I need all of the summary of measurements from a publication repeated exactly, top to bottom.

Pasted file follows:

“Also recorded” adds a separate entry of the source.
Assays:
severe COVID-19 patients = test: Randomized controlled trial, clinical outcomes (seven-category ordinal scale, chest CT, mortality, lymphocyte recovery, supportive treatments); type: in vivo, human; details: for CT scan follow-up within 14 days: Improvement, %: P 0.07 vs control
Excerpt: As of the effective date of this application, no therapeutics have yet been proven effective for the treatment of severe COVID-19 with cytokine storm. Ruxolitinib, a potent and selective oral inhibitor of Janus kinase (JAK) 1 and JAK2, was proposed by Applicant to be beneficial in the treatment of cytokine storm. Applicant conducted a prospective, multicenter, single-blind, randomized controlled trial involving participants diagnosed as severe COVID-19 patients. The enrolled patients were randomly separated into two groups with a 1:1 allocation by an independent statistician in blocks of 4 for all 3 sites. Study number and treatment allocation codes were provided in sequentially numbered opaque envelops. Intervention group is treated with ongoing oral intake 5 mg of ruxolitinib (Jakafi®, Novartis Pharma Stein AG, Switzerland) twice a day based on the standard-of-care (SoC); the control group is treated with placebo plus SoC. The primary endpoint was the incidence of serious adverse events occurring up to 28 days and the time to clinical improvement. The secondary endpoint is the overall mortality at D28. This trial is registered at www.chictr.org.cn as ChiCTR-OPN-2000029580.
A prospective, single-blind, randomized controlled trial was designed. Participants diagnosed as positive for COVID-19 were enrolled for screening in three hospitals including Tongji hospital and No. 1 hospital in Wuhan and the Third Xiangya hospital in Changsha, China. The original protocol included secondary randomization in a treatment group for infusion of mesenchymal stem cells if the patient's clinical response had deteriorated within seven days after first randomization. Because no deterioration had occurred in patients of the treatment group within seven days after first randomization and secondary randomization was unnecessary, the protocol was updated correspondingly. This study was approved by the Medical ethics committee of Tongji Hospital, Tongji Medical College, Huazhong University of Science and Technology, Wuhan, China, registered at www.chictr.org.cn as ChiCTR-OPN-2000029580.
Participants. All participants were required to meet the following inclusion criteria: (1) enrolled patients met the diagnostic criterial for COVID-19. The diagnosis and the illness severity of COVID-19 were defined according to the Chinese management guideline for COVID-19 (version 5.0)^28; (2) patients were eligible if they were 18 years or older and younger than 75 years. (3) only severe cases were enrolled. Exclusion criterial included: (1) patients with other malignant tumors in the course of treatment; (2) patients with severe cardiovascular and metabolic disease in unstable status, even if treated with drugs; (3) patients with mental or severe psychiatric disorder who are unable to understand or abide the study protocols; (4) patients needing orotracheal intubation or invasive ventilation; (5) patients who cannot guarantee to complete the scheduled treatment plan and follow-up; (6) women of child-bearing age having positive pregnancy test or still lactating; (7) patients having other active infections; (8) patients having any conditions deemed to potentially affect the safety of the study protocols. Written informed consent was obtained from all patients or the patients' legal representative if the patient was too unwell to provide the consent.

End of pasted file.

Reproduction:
“Also recorded” adds a separate entry of the source.
Assays:
severe COVID-19 patients = test: Randomized controlled trial, clinical outcomes (seven-category ordinal scale, chest CT, mortality, lymphocyte recovery, supportive treatments); type: in vivo, human; details: for CT scan follow-up within 14 days: Improvement, %: P 0.07 vs control
Excerpt: As of the effective date of this application, no therapeutics have yet been proven effective for the treatment of severe COVID-19 with cytokine storm. Ruxolitinib, a potent and selective oral inhibitor of Janus kinase (JAK) 1 and JAK2, was proposed by Applicant to be beneficial in the treatment of cytokine storm. Applicant conducted a prospective, multicenter, single-blind, randomized controlled trial involving participants diagnosed as severe COVID-19 patients. The enrolled patients were randomly separated into two groups with a 1:1 allocation by an independent statistician in blocks of 4 for all 3 sites. Study number and treatment allocation codes were provided in sequentially numbered opaque envelops. Intervention group is treated with ongoing oral intake 5 mg of ruxolitinib (Jakafi®, Novartis Pharma Stein AG, Switzerland) twice a day based on the standard-of-care (SoC); the control group is treated with placebo plus SoC. The primary endpoint was the incidence of serious adverse events occurring up to 28 days and the time to clinical improvement. The secondary endpoint is the overall mortality at D28. This trial is registered at www.chictr.org.cn as ChiCTR-OPN-2000029580.
A prospective, single-blind, randomized controlled trial was designed. Participants diagnosed as positive for COVID-19 were enrolled for screening in three hospitals including Tongji hospital and No. 1 hospital in Wuhan and the Third Xiangya hospital in Changsha, China. The original protocol included secondary randomization in a treatment group for infusion of mesenchymal stem cells if the patient's clinical response had deteriorated within seven days after first randomization. Because no deterioration had occurred in patients of the treatment group within seven days after first randomization and secondary randomization was unnecessary, the protocol was updated correspondingly. This study was approved by the Medical ethics committee of Tongji Hospital, Tongji Medical College, Huazhong University of Science and Technology, Wuhan, China, registered at www.chictr.org.cn as ChiCTR-OPN-2000029580.
Participants. All participants were required to meet the following inclusion criteria: (1) enrolled patients met the diagnostic criterial for COVID-19. The diagnosis and the illness severity of COVID-19 were defined according to the Chinese management guideline for COVID-19 (version 5.0)^28; (2) patients were eligible if they were 18 years or older and younger than 75 years. (3) only severe cases were enrolled. Exclusion criterial included: (1) patients with other malignant tumors in the course of treatment; (2) patients with severe cardiovascular and metabolic disease in unstable status, even if treated with drugs; (3) patients with mental or severe psychiatric disorder who are unable to understand or abide the study protocols; (4) patients needing orotracheal intubation or invasive ventilation; (5) patients who cannot guarantee to complete the scheduled treatment plan and follow-up; (6) women of child-bearing age having positive pregnancy test or still lactating; (7) patients having other active infections; (8) patients having any conditions deemed to potentially affect the safety of the study protocols. Written informed consent was obtained from all patients or the patients' legal representative if the patient was too unwell to provide the consent.